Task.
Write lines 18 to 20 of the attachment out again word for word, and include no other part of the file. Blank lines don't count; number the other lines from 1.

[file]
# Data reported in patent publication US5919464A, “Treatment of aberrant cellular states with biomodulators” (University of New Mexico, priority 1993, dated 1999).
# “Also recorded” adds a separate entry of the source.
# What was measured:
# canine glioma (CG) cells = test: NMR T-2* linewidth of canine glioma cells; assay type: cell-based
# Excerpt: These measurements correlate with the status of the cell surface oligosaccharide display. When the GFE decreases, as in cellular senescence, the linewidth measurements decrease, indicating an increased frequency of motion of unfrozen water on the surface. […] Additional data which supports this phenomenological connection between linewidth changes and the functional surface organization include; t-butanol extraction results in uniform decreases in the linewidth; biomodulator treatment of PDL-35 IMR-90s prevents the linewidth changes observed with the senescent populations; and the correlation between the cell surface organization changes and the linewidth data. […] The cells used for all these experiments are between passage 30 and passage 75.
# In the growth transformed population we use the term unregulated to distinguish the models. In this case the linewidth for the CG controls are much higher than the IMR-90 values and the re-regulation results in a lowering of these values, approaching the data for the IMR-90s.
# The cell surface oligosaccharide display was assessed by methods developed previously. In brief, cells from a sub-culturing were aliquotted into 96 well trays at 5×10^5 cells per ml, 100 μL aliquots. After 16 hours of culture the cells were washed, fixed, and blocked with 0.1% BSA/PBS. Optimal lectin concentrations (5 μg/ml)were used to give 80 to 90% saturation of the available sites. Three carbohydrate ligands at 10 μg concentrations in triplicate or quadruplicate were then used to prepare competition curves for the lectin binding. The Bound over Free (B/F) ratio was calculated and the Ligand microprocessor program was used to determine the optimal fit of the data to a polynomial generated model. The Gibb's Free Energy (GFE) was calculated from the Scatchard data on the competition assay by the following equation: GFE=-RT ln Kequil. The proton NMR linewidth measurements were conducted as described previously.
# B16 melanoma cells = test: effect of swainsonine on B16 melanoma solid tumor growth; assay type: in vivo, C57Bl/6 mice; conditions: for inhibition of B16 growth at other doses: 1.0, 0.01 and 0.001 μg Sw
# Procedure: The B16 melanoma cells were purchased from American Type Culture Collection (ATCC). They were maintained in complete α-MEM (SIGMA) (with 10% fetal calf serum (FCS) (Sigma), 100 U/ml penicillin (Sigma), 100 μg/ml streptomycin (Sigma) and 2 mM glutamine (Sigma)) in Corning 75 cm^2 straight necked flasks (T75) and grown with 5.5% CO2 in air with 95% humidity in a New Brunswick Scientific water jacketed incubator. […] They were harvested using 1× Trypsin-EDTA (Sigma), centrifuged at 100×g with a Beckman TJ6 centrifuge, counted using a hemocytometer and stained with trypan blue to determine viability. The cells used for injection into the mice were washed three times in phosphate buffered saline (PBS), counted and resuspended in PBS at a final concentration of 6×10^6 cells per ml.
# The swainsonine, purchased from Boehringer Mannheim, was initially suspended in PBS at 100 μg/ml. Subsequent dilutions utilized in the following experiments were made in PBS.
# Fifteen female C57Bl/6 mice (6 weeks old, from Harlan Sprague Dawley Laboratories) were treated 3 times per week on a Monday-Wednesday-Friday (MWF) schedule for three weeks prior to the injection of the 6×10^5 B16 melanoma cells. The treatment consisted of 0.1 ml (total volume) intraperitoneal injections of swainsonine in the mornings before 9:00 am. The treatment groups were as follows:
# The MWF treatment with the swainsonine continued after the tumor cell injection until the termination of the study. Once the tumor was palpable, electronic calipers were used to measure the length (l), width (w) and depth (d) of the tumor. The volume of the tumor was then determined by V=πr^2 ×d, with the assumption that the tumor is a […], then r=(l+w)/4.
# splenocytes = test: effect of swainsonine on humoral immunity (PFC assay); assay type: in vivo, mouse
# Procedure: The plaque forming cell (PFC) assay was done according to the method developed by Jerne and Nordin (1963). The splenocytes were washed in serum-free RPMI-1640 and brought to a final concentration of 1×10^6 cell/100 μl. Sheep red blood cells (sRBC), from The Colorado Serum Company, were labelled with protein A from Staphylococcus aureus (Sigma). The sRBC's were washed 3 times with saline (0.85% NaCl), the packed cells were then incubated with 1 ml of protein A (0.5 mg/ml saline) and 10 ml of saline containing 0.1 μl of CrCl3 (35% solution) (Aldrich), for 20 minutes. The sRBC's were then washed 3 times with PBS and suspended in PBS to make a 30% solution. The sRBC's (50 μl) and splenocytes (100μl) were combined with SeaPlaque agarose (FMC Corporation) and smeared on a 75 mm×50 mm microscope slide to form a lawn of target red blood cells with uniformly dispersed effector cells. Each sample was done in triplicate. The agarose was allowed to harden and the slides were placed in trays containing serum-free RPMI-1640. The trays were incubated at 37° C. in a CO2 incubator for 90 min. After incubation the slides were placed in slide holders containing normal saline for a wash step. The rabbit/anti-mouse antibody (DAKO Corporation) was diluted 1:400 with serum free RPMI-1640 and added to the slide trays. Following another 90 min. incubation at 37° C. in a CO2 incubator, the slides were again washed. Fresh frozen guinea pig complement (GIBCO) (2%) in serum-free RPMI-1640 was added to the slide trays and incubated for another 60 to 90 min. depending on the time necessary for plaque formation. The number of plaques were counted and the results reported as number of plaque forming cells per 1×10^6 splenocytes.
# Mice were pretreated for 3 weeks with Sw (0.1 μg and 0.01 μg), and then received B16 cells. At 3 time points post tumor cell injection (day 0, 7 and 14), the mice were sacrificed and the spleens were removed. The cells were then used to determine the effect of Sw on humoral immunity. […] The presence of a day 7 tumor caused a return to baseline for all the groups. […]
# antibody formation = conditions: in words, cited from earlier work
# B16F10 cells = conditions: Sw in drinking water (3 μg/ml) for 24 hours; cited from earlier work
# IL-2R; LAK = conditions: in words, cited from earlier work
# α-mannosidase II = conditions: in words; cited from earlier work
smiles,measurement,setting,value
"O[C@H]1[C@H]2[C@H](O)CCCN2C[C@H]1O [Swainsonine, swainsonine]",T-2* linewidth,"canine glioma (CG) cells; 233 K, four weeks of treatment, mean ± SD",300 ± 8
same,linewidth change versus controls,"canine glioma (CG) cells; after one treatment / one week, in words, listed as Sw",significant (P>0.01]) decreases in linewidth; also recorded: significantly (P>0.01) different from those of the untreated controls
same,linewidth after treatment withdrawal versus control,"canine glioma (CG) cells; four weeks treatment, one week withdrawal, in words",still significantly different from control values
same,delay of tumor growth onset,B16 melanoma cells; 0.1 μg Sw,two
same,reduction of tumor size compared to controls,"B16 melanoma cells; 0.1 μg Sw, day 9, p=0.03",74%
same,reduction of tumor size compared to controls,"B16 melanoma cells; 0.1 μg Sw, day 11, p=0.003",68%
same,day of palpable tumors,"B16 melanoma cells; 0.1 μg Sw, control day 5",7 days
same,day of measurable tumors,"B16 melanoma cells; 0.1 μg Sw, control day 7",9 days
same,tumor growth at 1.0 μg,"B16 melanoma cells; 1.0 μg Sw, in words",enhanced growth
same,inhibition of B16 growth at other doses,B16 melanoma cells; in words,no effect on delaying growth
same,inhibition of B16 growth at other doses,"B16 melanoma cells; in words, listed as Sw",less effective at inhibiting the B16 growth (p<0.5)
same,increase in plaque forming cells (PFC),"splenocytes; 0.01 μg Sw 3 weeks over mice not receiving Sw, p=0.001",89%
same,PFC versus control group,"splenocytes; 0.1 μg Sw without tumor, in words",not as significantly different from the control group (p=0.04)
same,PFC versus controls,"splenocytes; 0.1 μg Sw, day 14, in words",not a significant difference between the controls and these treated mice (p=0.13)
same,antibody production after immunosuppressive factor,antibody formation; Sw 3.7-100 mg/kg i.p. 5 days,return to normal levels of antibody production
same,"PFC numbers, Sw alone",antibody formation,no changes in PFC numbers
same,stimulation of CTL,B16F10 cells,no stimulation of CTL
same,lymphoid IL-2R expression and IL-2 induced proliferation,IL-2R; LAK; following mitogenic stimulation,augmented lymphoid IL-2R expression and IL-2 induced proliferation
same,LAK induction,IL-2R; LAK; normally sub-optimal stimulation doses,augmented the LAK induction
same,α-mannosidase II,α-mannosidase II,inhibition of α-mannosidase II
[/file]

# IL-2R; LAK = conditions: in words, cited from earlier work
# α-mannosidase II = conditions: in words; cited from earlier work
smiles,measurement,setting,value